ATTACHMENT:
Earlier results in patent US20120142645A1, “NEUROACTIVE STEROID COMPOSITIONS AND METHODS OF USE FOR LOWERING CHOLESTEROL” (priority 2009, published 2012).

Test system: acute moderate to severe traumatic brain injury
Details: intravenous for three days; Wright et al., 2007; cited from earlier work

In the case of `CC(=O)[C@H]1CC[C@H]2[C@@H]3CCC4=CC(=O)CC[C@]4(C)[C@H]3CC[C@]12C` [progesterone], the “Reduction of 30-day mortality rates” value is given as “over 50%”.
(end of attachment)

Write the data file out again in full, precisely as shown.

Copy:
Earlier results in patent US20120142645A1, “NEUROACTIVE STEROID COMPOSITIONS AND METHODS OF USE FOR LOWERING CHOLESTEROL” (priority 2009, published 2012).

Test system: acute moderate to severe traumatic brain injury
Details: intravenous for three days; Wright et al., 2007; cited from earlier work

In the case of `CC(=O)[C@H]1CC[C@H]2[C@@H]3CCC4=CC(=O)CC[C@]4(C)[C@H]3CC[C@]12C` [progesterone], the “Reduction of 30-day mortality rates” value is given as “over 50%”.